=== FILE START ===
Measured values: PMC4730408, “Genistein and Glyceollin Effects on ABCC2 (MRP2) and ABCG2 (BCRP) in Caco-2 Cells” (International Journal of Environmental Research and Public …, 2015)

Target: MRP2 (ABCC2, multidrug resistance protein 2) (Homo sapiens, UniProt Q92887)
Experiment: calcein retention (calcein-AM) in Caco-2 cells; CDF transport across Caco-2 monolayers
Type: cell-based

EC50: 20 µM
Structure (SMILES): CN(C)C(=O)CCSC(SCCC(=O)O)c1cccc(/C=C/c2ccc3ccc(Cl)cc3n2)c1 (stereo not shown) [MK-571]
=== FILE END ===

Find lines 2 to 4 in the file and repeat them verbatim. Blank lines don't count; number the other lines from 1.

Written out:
Target: MRP2 (ABCC2, multidrug resistance protein 2) (Homo sapiens, UniProt Q92887)
Experiment: calcein retention (calcein-AM) in Caco-2 cells; CDF transport across Caco-2 monolayers
Type: cell-based